Kedoshim: The Ungleaning

by Cash Myron Toklas Issue: Fall/Winter 2019 Special Issue on Margins

—Leviticus 19:1–20:27

 

In the Holiness Code, it is said that you must not reap all
the way to the ends of your field. Leave space for the poor,

the migrant: I am the Lord. In the Theory of Communicative
Action, it is said that you must not rationalize the lifeworld.

Leave space for the local indigenous: I am Jürgen Habermas.
This much is required. The rabbis of epistemology inquired:

Does this hold for kitchen gardens, unholy orchards & sacred
grains of forbidden knowledge? Must we raise Hyperion’s

lanterns to the monsters that loom at the edges of the map?
Or the boundaries of Morpheus’ domain? What of poetry

that slips nets as eyes open from bouts of horror, illusion,
or some mother dream of Freud’s? And what of the corner 

of the English garden where Hayek & Polanyi gather for tea?
Must we leave room for wild random chance or discrete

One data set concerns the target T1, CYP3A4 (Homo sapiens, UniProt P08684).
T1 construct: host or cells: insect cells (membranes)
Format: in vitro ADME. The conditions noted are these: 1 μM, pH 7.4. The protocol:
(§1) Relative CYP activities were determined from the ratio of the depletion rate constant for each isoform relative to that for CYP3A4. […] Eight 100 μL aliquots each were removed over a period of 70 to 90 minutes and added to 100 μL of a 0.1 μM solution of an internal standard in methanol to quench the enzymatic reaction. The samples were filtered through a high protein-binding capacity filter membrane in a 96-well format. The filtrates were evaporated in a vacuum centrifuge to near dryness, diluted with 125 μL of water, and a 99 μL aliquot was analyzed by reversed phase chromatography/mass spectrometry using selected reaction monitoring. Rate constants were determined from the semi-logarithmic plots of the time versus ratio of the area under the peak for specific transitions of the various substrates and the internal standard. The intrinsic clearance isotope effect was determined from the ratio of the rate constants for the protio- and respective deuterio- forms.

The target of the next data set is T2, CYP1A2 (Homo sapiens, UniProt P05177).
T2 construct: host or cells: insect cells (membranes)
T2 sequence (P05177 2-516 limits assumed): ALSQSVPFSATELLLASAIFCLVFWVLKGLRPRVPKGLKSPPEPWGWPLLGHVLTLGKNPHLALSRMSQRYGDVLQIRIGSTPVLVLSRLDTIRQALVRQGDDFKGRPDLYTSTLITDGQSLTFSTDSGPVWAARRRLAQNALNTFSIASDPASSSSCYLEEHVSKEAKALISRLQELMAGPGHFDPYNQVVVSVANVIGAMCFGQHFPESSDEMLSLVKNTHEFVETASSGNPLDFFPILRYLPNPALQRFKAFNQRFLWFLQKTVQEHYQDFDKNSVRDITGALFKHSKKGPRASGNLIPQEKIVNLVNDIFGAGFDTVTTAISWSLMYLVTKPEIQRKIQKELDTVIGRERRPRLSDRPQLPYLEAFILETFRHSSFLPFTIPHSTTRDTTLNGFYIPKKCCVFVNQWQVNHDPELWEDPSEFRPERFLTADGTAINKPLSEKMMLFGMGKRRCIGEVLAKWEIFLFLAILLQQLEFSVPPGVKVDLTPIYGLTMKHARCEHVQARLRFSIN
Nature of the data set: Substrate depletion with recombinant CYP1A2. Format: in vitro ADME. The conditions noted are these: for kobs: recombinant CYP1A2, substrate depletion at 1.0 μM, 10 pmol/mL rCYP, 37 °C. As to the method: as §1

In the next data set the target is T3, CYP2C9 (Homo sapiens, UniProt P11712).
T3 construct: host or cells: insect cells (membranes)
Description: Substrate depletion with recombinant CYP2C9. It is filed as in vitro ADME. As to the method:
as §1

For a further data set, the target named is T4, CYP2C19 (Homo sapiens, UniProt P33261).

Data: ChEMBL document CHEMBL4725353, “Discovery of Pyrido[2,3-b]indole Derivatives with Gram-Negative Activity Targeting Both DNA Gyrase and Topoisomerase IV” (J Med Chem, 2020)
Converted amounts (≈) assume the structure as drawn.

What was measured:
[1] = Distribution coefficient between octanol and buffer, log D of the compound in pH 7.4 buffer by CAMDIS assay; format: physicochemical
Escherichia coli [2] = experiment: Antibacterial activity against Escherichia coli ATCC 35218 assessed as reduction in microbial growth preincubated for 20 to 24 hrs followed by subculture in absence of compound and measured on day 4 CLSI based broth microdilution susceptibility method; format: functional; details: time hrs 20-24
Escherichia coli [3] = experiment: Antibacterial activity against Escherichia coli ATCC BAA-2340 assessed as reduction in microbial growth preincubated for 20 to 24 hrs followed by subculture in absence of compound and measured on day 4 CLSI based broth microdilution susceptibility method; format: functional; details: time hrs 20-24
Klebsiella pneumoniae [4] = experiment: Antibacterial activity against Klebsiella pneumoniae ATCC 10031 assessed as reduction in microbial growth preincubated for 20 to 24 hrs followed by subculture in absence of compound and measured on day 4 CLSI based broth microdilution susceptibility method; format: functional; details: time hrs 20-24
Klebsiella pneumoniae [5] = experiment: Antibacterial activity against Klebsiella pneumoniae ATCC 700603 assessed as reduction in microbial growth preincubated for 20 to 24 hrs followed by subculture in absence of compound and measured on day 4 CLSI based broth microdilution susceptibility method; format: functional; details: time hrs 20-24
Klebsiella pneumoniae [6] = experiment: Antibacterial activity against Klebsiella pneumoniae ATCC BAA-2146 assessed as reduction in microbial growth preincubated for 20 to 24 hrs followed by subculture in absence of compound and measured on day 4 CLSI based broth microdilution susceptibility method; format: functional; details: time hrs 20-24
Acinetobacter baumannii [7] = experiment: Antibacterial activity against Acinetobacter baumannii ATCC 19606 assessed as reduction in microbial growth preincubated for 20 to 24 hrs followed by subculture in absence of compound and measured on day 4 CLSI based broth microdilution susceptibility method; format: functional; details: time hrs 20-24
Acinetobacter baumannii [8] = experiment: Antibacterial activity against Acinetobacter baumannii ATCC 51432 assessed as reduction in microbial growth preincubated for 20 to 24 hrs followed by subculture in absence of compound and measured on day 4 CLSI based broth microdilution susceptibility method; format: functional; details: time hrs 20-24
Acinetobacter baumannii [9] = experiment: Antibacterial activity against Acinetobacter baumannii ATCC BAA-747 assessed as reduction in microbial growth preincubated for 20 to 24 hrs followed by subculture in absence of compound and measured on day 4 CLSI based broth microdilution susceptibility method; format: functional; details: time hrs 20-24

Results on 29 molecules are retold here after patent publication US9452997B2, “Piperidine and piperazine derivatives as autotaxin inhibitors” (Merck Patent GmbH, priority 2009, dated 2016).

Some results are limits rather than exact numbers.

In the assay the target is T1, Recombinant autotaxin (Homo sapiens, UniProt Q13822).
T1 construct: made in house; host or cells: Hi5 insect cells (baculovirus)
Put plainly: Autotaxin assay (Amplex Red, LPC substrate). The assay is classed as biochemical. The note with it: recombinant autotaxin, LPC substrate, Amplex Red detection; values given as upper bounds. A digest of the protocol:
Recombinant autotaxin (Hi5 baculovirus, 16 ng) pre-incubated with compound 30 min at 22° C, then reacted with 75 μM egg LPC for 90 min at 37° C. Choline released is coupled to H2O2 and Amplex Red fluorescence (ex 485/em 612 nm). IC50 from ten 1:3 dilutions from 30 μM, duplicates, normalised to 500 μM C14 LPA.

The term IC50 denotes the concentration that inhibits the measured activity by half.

knowledge of entrepreneurs? Is that why the symbolic halts
before Žižek’s field runs out? Who knows what muses hide

in Nix’s shadows, only to disappear when Eos breaks.
When all that field is gleaned, have we robbed Karl the 

pauper?



Cash Myron Toklas is a new, young American poet, in the way that Umberto Eco once described himself as a “young novelist” well into his fifties, because he had started so late. Otherwise, Toklas is quite hoary. His work has lately appeared or is forthcoming in Balloons Literary Journal, Coffin Bell, J Journal, The Midwest Quarterly, The Penn Review, Piltdown Review, Riggwelter, Virginia Normal, and elsewhere.